Both Louisiana and South Carolina passed benefit corporation legislation in June 2012, becoming the eight and ninth states in the nation to do so, respectively. Perhaps more important to this growing trend is that both states are the first states in the South to do so, significantly expanding the geographic diversity of this movement and illustrating the broad appeal this new type of corporation is having.
A B-Corp, for short, is required to do what other corporations cannot - consider its impact on equal ground with its bottom line. B Corporations must make a material positive impact on society and the environment and must meet higher standards of accountability and transparency than traditional corporations.
Maryland became the first state to pass this type of legislation in April 2010. Two years later, Louisiana and South Carolina have joined a growing group of states – California, Hawaii, New Jersey, New York, Vermont, and Virginia - interested in developing a new type of business and economy that incorporates employee, community, and environmental interests. This legislation especially aids social entrepreneurs who traditionally have had to balance the social or environmental goals of their business with the need to raise growth capital and generate returns for their investors.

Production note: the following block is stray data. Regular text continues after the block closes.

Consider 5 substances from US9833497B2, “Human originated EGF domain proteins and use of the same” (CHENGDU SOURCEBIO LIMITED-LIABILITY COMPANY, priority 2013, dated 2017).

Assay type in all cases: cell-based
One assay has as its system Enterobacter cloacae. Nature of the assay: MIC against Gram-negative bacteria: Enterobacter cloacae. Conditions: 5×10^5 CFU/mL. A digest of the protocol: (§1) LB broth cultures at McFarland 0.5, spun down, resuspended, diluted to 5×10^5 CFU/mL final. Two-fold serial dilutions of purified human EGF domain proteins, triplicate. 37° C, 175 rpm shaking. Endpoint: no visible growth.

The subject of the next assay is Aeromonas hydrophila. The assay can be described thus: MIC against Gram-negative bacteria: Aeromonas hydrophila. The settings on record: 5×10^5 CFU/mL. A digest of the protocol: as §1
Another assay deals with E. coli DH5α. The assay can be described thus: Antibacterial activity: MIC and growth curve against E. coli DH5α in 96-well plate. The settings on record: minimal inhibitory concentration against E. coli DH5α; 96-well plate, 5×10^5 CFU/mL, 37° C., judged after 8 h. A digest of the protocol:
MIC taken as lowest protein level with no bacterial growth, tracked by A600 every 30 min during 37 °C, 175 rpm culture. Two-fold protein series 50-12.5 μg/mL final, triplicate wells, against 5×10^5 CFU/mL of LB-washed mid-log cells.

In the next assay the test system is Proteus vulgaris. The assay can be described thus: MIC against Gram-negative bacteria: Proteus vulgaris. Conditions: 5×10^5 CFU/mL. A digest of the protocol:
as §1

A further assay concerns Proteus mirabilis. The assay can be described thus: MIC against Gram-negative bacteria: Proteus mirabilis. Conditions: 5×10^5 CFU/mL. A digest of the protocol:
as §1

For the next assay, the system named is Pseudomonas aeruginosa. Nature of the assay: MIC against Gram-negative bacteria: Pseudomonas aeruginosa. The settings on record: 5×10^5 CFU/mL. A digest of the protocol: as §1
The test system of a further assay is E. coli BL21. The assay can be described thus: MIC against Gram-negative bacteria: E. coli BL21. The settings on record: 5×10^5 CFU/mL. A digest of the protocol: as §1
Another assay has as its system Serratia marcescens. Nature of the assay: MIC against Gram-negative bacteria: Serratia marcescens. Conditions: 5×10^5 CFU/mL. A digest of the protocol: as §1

In the same way TransFair certifies Fair Trade coffee or USGBC certifies LEED buildings, B Lab, a non-profit organization certifies B Corporations. As B Lab explains, B-Corps are different because they:
· Meet comprehensive and transparent social and environmental performance standards;
· Meet higher legal accountability standards; and
· Build business constituency for public policies that support sustainable business.
Across the nation, this legislation has received overwhelming bi-partisan support. In both Louisiana and South Carolina, the legislation passed unanimously. To date, there are more than 533 Certified B Corporations with more than $3.3 Billion in revenues across 60 different industries.